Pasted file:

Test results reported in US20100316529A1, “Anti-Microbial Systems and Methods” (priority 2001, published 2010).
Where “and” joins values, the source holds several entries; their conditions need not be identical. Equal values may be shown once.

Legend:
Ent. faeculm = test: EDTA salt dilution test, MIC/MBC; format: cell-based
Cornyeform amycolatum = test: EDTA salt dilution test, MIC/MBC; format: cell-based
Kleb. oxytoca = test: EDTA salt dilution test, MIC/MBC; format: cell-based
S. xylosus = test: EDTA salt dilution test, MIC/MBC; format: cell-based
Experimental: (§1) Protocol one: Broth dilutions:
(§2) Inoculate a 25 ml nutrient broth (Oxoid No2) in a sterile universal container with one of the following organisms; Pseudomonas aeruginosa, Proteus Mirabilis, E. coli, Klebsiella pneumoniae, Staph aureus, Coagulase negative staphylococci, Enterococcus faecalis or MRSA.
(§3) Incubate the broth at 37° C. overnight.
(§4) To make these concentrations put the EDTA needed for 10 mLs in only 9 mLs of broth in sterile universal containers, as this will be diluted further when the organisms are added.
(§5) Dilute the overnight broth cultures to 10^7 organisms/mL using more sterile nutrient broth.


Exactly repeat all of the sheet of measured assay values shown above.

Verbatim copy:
Test results reported in US20100316529A1, “Anti-Microbial Systems and Methods” (priority 2001, published 2010).
Where “and” joins values, the source holds several entries; their conditions need not be identical. Equal values may be shown once.

Legend:
Ent. faeculm = test: EDTA salt dilution test, MIC/MBC; format: cell-based
Cornyeform amycolatum = test: EDTA salt dilution test, MIC/MBC; format: cell-based
Kleb. oxytoca = test: EDTA salt dilution test, MIC/MBC; format: cell-based
S. xylosus = test: EDTA salt dilution test, MIC/MBC; format: cell-based
Experimental: (§1) Protocol one: Broth dilutions:
(§2) Inoculate a 25 ml nutrient broth (Oxoid No2) in a sterile universal container with one of the following organisms; Pseudomonas aeruginosa, Proteus Mirabilis, E. coli, Klebsiella pneumoniae, Staph aureus, Coagulase negative staphylococci, Enterococcus faecalis or MRSA.
(§3) Incubate the broth at 37° C. overnight.
(§4) To make these concentrations put the EDTA needed for 10 mLs in only 9 mLs of broth in sterile universal containers, as this will be diluted further when the organisms are added.
(§5) Dilute the overnight broth cultures to 10^7 organisms/mL using more sterile nutrient broth.